Cube.js Backend with BigQuery

Google BigQuery is a serverless and highly scalable data warehouse. It is designed to quickly process complex queries on large datasets. It uses SQL as a query language, which makes it easy to get started.

There are a few things worth mentioning before we proceed. BigQuery isn't designed for transactional queries like CRUD operations. It takes around 2 seconds to run a simple query like SELECT * FROM bigquery-public-data.object LIMIT 10 on a 100 KB table with 500 rows. Also, BigQuery is slower on small datasets than traditional relational databases, such as MySQL or Postgres.

BigQuery is a paid service, where customers are charged based on query and storage costs. Real-time data streaming is a paid feature as well; you can check its pricing here. There are best practices on how to control the amount of processed data per query in order to reduce the cost. We'll talk about them later in this part.

Prerequisites

You are going to need a Google Cloud Platform (GCP) account in order to use BigQuery. If you don't have it yet, please refer to this guide to set it up and then come back here to continue our tutorial.

Once you have a GCP project with billing enabled (by starting a free trial or using a coupon, for example), you can move on to the next steps.

As a dataset, we'll use a sample public events dataset—cubejs-examples.stats.events. Feel free to use your own dataset if you have one.

Creating a Cube.js Application

We are going to use Cube.js CLI to create our backend application; let's first install it.

$ npm install -g cubejs-cli

Next, create a new Cube.js application with the BigQuery driver.

$ cubejs create real-time-dashboard -d bigquery

Now, we need to configure credentials to access BigQuery. Cube.js uses environment variables to manage database credentials. To connect to BigQuery, we need to set two variables: CUBEJS_DB_BQ_PROJECT_ID and CUBEJS_DB_BQ_KEY_FILE.

The first one is simply your project ID, which you can copy from the lift of your projects. The CUBEJS_DB_BQ_KEY_FILE variable should point to the Service Account Key File. To get this file, you need to create a new service account on IAM -> Service accounts page. Add BigQuery Data Viewer and BigQuery Job User roles to this service account and then generate a new key file. Download it and place it into the real-time-dashboard folder.

Your real-time-dashboard/.env file should look like the following.

CUBEJS_DB_BQ_PROJECT_ID=cubejs-examples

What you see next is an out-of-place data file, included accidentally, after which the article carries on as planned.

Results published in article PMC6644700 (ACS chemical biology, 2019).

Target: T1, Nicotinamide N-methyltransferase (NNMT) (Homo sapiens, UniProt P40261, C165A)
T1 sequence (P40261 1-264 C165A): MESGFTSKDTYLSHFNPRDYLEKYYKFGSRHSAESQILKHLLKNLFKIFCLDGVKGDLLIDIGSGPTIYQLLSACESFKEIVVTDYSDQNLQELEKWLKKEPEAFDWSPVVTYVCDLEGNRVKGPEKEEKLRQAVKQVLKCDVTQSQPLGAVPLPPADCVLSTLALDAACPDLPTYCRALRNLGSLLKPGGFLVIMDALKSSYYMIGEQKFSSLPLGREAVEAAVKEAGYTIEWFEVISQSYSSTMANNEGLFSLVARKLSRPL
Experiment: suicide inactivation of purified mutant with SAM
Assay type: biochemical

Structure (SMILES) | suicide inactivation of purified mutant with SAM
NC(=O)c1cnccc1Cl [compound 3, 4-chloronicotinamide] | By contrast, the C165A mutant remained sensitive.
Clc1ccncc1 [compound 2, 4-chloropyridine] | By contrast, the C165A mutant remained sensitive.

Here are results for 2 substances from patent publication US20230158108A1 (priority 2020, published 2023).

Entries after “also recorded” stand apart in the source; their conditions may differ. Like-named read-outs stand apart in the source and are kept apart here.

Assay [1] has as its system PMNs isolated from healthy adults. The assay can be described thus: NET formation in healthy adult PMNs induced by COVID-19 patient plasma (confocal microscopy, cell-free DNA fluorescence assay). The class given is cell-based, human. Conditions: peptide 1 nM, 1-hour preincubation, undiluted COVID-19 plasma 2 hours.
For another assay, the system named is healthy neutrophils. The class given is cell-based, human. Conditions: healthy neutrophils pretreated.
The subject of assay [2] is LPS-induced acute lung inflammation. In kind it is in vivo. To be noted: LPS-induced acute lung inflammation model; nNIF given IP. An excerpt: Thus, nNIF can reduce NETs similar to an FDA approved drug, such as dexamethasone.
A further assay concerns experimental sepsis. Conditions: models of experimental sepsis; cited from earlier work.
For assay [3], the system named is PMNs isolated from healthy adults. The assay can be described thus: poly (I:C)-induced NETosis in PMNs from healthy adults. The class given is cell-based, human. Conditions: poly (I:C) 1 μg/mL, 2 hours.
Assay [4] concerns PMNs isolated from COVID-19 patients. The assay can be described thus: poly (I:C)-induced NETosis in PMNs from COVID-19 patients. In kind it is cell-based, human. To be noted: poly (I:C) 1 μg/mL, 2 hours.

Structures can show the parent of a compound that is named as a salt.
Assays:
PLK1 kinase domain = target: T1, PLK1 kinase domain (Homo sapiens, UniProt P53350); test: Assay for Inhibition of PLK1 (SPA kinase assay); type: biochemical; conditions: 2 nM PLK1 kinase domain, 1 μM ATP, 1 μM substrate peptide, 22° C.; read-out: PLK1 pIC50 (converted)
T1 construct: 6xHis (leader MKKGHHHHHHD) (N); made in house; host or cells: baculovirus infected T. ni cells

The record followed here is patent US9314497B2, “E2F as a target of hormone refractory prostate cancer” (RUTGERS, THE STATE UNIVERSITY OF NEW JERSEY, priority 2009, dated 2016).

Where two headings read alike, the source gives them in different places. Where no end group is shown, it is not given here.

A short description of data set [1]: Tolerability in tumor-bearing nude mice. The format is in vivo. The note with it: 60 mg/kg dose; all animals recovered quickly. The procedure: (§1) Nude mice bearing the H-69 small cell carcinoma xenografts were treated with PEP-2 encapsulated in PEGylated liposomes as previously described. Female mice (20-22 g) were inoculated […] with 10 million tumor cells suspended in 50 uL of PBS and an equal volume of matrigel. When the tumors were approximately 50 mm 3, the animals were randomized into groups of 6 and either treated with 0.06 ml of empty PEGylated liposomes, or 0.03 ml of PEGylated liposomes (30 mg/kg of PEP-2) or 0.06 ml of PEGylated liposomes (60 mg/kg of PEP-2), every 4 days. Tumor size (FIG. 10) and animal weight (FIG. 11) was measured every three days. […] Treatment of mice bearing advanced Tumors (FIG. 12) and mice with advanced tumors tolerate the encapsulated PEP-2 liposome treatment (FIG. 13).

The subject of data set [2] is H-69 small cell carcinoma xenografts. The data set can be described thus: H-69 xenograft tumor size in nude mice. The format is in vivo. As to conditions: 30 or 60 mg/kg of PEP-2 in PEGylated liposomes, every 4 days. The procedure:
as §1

CUBEJS_DB_BQ_KEY_FILE=./cubejs-examples-f1c5cbc00a18.json
CUBEJS_DB_TYPE=bigquery
CUBEJS_API_SECRET=SECRET

Data Schema

Cube.js uses the data schema to generate an SQL code, which will be executed in your database. Data schema is a JavaScript code, which defines measures and dimensions and how they map to SQL queries. You can learn more about data schema and its features here.

As mentioned before, we are going to use data from a public BigQuery table—cubejs-examples.stats.events. Inside the project folder, create the schema/Events.js file with the following content.

cube(`Events`, {
  sql: `
    SELECT
      *
    FROM
      stats.events
    WHERE ${FILTER_PARAMS.Events.timestamp.filter('timestamp')}`,

  refreshKey: {
    sql: `
      SELECT
        count(*)
      FROM
        stats.events
      WHERE ${FILTER_PARAMS.Events.timestamp.filter('timestamp')}`
  },

  measures: {
    count: {
      type: `count`
    },

    online: {
      type: `countDistinct`,
      sql : `${anonymousId}`,
      filters: [
        { sql: `${timestamp} > TIMESTAMP_SUB(CURRENT_TIMESTAMP(), INTERVAL 3 MINUTE)` }
      ]
    },

    pageView: {
      type: `count`,
      filters: [
        { sql: `${eventType} = 'pageView'` }
      ]
    },

    buttonClick: {
      type: `count`,
      filters: [
        { sql: `${eventType} = 'buttonCLicked'` }
      ]
    }
  },

  dimensions: {
    anonymousId: {
      sql: `anonymousId`,
      type: `string`
    },

    eventType: {
      sql: `eventType`,
      type: `string`
    },

    timestamp: {
      sql: `timestamp`,
      type: `time`
    }
  }
});

The sql property of the cube defines the SQL that will be used to generate a table that will be queried by a cube. It usually takes the form of a SELECT * FROM table query. In our case, you can see we are using FILTER_PARAMS here. Usually you don't need to pass filters to the sql property and filtering is done automatically by Cube.js, but in the case of BigQuery partitioned tables, you need to do that. The events table is partitioned by a timestamp and cannot be queried without a filter over the timestamp column. BigQuery partitioned tables is an excellent way to reduce the cost and improve the performance of our queries.

Next, we define measures for our dashboard. The count measure is just a simple count of all total events; pageView and buttonClick are counts of corresponding events. The online measure is a bit more complex. It returns the number of unique users who performed any event in the last 3 minutes.

Within dimensions we have the simple anonymousId, eventType, and timestamp, which just shows the values from corresponding columns. We've also defined a secondsAgo dimension, which calculates the number of seconds since the event's occurrence.

Lastly, we are setting a custom refreshKey. It controls the refresh of the Cube.js in-memory cache layer. We're making it to count the number of rows in our table. This way Cube.js will not issue unnecessary queries against BigQuery, which would help to keep our billing low.

Feel free to play around with measures and dimensions in the playground. Please make sure you always select some date range, since it is required because of the partitioning.

We will use these measures and dimensions in the next part, when we create a frontend dashboard app with React and Chart.js.